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03-25-05 Blooming into Easter

By Shelley Grieshop

  ROCKFORD -- Easter baskets, colored eggs, candy ... and Nellie Whites?
Aaron Fent of A & A Greenhouse of rural Rockford looks over several open buds on Easter lilies for sale at the nursery. Ohio is one of the top four producers of the holiday plant. The large trumpet-like blooms of the Easter lily don't magically appear at Easter time. Growers must do the math -- timing the care of the bulbs with the correct amount of darkness, light, cold and heat to get the plants to the Easter table in full bloom.<br>
  Yes, Nellie Whites, the common Easter lilies with large, white trumpet-shaped blooms, are as popular during the holiday as, well, the Easter bunny and will grace many a dining room table this weekend.
  The plants with rows of thin, green leaves are even more common in Ohio, which is ranked as one of the top four states in Easter lily production.
  "The biggest grower in Ohio is Green Circle Growers in Oberlin," says Aaron Fent, co-owner of A&A Greenhouse along U.S. 127 in Rockford.
  Because of the high-maintenance care and the space required to grow them, Fent, like other area greenhouse operators, does not grow the towering lilies himself but orders them to sell in full bloom.  The Easter lily, grown from a bulb, can be planted outside in a flower bed once its fragrant blooming season is over and there is no risk of freezing, Fent advises.
  "It will die back just like your tulips do when they're done blooming," he adds.
  The blooming period of an Easter lily averages about a month to five weeks, he says.
  Easter lilies should be kept in daytime temperatures of 60 to 65 degrees, growers say, with slightly cooler temperatures at night. Avoid placing them near drafts or exposing them to excess heat or dry air from heating ducts, appliances or fireplaces.
  "All they need is the same basic care as most house plants," says Carrie Pecharich of the Garden Emporium in Celina.
  Pecharich says the plants should be kept about three feet away from a window without curtains or drapes, and the soil should be kept evenly moist. Check the plant for moisture every four to five days and be careful not to overwater.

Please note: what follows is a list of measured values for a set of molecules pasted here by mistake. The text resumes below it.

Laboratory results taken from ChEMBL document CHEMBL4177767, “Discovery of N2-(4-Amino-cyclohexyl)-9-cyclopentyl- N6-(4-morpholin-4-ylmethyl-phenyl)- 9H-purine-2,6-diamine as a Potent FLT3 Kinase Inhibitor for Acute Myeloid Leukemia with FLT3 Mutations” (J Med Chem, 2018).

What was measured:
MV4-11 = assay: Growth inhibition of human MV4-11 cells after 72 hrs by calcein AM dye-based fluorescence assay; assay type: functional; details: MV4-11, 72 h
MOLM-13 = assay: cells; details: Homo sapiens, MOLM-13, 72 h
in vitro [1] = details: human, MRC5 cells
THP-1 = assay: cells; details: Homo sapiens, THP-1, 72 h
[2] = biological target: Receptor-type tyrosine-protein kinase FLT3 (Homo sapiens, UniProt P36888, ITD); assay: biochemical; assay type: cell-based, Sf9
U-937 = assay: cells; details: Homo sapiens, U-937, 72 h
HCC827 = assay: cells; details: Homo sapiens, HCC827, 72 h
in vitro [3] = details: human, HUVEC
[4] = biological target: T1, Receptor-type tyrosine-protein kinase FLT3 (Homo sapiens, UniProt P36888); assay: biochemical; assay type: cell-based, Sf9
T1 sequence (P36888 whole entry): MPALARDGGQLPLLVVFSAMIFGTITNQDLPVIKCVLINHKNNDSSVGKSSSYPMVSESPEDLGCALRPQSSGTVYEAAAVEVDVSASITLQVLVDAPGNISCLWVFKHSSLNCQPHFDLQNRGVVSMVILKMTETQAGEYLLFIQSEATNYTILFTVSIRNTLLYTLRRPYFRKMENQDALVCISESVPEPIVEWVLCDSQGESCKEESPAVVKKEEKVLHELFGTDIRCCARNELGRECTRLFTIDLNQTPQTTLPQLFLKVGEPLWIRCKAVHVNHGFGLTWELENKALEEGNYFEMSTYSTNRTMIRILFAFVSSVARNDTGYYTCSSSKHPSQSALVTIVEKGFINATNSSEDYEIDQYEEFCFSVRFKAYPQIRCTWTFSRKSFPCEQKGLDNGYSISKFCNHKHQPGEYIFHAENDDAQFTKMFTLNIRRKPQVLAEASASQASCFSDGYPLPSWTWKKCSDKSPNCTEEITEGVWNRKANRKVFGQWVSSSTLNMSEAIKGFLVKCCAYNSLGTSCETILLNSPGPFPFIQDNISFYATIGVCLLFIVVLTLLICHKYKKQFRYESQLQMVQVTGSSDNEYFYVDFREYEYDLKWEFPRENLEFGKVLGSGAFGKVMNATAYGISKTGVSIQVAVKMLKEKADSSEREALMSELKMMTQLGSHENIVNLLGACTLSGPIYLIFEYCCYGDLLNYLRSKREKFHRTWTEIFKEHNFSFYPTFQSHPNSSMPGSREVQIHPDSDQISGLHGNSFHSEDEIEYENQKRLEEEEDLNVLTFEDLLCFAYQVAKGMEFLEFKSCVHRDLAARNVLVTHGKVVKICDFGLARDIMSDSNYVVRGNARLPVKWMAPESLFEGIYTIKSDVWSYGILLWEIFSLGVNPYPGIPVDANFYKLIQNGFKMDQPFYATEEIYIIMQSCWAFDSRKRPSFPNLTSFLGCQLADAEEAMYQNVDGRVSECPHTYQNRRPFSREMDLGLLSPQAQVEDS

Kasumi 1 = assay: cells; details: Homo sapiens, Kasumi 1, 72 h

If the plant comes home in foil, be sure it does not trap water, growers advise. For best results, remove the foil and take the plant into a sink to thoroughly water, allowing the moisture to drain off properly before replacing the foil.
  When the last bloom has withered and has been cut away, you can continue to grow the Easter lily inside the home in a sunny place, if you desire. If you wish to try your hand at planting the lily outside, plant when the threat of freezing is over or in the fall and make sure its new home is sufficiently mulched in rich organic matter. Good drainage is the key and bulbs should be planted about three inches below ground level.
  The name Nellie White comes from a lily grower named James White, and was named after his wife. However, it was a World War I soldier, Louis Houghton, who actually brought the lily bulbs to the United States in a suitcase upon his return home to Oregon in 1919.
  Last year, the Easter lily crop in the United States had a wholesale value of nearly $40 million dollars, according to the U.S. Department of Agriculture. Not bad for a two-week window of sales.
  The "Lilium longiflorum," its Latin name, is the fourth largest crop in wholesale value in the U.S. potted plant market behind poinsettias, mums and azaleas.
  Easter lilies have long been the symbol of resurrection and are mentioned many times in the Bible. Called the "white-robed apostles of hope," the Good Book says the flowers grew in the Garden of Gethsemane, springing up where drops of Christ's sweat fell to the ground during his final hours.
  Churches all over the world, in keeping with tradition, place the majestic plants around altars and crosses to commemorate the resurrection of Jesus Christ at Easter.


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